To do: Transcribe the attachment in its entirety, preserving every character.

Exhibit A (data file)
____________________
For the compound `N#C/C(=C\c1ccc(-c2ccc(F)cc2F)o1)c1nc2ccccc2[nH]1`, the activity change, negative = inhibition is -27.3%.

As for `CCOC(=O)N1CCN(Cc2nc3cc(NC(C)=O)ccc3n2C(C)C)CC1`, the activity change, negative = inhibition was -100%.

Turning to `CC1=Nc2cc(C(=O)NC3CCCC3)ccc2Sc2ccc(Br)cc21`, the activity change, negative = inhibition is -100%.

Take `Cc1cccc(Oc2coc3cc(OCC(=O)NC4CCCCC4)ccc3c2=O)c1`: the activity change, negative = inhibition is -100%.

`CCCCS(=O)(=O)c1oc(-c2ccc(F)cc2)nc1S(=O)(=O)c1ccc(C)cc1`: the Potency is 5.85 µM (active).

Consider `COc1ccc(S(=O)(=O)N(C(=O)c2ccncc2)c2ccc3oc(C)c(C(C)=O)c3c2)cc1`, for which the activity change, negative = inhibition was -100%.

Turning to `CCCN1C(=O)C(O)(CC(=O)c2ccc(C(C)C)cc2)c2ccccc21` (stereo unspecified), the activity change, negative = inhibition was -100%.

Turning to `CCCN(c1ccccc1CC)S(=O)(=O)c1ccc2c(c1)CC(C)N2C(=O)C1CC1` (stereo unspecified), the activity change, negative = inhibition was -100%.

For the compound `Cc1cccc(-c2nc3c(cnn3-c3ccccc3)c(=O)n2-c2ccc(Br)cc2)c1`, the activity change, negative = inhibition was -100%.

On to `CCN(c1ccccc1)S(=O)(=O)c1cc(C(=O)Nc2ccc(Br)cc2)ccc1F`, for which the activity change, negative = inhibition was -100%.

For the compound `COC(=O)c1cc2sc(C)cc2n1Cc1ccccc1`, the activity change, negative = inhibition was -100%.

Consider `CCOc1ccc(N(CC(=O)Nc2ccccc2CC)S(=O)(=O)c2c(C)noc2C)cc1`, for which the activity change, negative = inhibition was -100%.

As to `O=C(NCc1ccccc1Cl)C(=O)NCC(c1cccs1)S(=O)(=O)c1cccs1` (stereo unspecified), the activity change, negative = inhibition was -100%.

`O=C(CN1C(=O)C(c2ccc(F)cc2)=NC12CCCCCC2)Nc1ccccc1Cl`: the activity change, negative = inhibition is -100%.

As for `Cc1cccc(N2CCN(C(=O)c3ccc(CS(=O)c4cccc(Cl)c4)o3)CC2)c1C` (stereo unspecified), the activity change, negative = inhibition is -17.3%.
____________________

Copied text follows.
For the compound `N#C/C(=C\c1ccc(-c2ccc(F)cc2F)o1)c1nc2ccccc2[nH]1`, the activity change, negative = inhibition is -27.3%.

As for `CCOC(=O)N1CCN(Cc2nc3cc(NC(C)=O)ccc3n2C(C)C)CC1`, the activity change, negative = inhibition was -100%.

Turning to `CC1=Nc2cc(C(=O)NC3CCCC3)ccc2Sc2ccc(Br)cc21`, the activity change, negative = inhibition is -100%.

Take `Cc1cccc(Oc2coc3cc(OCC(=O)NC4CCCCC4)ccc3c2=O)c1`: the activity change, negative = inhibition is -100%.

`CCCCS(=O)(=O)c1oc(-c2ccc(F)cc2)nc1S(=O)(=O)c1ccc(C)cc1`: the Potency is 5.85 µM (active).

Consider `COc1ccc(S(=O)(=O)N(C(=O)c2ccncc2)c2ccc3oc(C)c(C(C)=O)c3c2)cc1`, for which the activity change, negative = inhibition was -100%.

Turning to `CCCN1C(=O)C(O)(CC(=O)c2ccc(C(C)C)cc2)c2ccccc21` (stereo unspecified), the activity change, negative = inhibition was -100%.

Turning to `CCCN(c1ccccc1CC)S(=O)(=O)c1ccc2c(c1)CC(C)N2C(=O)C1CC1` (stereo unspecified), the activity change, negative = inhibition was -100%.

For the compound `Cc1cccc(-c2nc3c(cnn3-c3ccccc3)c(=O)n2-c2ccc(Br)cc2)c1`, the activity change, negative = inhibition was -100%.

On to `CCN(c1ccccc1)S(=O)(=O)c1cc(C(=O)Nc2ccc(Br)cc2)ccc1F`, for which the activity change, negative = inhibition was -100%.

For the compound `COC(=O)c1cc2sc(C)cc2n1Cc1ccccc1`, the activity change, negative = inhibition was -100%.

Consider `CCOc1ccc(N(CC(=O)Nc2ccccc2CC)S(=O)(=O)c2c(C)noc2C)cc1`, for which the activity change, negative = inhibition was -100%.

As to `O=C(NCc1ccccc1Cl)C(=O)NCC(c1cccs1)S(=O)(=O)c1cccs1` (stereo unspecified), the activity change, negative = inhibition was -100%.

`O=C(CN1C(=O)C(c2ccc(F)cc2)=NC12CCCCCC2)Nc1ccccc1Cl`: the activity change, negative = inhibition is -100%.

As for `Cc1cccc(N2CCN(C(=O)c3ccc(CS(=O)c4cccc(Cl)c4)o3)CC2)c1C` (stereo unspecified), the activity change, negative = inhibition is -17.3%.